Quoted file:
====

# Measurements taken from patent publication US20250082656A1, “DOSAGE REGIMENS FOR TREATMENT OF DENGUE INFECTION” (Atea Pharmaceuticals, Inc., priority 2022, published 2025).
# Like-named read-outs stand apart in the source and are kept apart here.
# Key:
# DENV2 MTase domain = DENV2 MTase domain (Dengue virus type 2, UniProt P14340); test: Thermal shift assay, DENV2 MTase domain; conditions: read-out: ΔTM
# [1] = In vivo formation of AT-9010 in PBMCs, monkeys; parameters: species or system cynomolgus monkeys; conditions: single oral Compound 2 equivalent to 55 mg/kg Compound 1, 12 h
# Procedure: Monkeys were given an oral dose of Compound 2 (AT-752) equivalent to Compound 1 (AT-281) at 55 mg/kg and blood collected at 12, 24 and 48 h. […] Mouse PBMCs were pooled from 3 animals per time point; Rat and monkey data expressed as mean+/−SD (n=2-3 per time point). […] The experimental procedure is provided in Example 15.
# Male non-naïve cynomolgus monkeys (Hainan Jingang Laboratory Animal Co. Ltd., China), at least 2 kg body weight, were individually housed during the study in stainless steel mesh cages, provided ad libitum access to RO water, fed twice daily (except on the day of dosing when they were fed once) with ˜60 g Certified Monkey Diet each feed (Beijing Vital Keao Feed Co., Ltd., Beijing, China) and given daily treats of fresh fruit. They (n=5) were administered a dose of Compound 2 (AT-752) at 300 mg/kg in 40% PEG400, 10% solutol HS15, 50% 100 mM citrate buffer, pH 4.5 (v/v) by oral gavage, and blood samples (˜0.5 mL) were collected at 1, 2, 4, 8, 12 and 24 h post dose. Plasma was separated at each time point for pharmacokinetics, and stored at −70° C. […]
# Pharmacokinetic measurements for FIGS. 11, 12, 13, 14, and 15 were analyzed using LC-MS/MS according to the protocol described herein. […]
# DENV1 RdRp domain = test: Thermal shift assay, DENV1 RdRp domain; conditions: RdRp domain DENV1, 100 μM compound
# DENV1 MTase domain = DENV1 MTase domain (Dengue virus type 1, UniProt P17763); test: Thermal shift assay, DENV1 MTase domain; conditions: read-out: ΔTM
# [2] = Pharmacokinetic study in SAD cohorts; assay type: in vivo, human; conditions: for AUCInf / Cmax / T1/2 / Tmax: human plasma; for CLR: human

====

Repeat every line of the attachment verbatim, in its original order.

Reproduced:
# Measurements taken from patent publication US20250082656A1, “DOSAGE REGIMENS FOR TREATMENT OF DENGUE INFECTION” (Atea Pharmaceuticals, Inc., priority 2022, published 2025).
# Like-named read-outs stand apart in the source and are kept apart here.
# Key:
# DENV2 MTase domain = DENV2 MTase domain (Dengue virus type 2, UniProt P14340); test: Thermal shift assay, DENV2 MTase domain; conditions: read-out: ΔTM
# [1] = In vivo formation of AT-9010 in PBMCs, monkeys; parameters: species or system cynomolgus monkeys; conditions: single oral Compound 2 equivalent to 55 mg/kg Compound 1, 12 h
# Procedure: Monkeys were given an oral dose of Compound 2 (AT-752) equivalent to Compound 1 (AT-281) at 55 mg/kg and blood collected at 12, 24 and 48 h. […] Mouse PBMCs were pooled from 3 animals per time point; Rat and monkey data expressed as mean+/−SD (n=2-3 per time point). […] The experimental procedure is provided in Example 15.
# Male non-naïve cynomolgus monkeys (Hainan Jingang Laboratory Animal Co. Ltd., China), at least 2 kg body weight, were individually housed during the study in stainless steel mesh cages, provided ad libitum access to RO water, fed twice daily (except on the day of dosing when they were fed once) with ˜60 g Certified Monkey Diet each feed (Beijing Vital Keao Feed Co., Ltd., Beijing, China) and given daily treats of fresh fruit. They (n=5) were administered a dose of Compound 2 (AT-752) at 300 mg/kg in 40% PEG400, 10% solutol HS15, 50% 100 mM citrate buffer, pH 4.5 (v/v) by oral gavage, and blood samples (˜0.5 mL) were collected at 1, 2, 4, 8, 12 and 24 h post dose. Plasma was separated at each time point for pharmacokinetics, and stored at −70° C. […]
# Pharmacokinetic measurements for FIGS. 11, 12, 13, 14, and 15 were analyzed using LC-MS/MS according to the protocol described herein. […]
# DENV1 RdRp domain = test: Thermal shift assay, DENV1 RdRp domain; conditions: RdRp domain DENV1, 100 μM compound
# DENV1 MTase domain = DENV1 MTase domain (Dengue virus type 1, UniProt P17763); test: Thermal shift assay, DENV1 MTase domain; conditions: read-out: ΔTM
# [2] = Pharmacokinetic study in SAD cohorts; assay type: in vivo, human; conditions: for AUCInf / Cmax / T1/2 / Tmax: human plasma; for CLR: human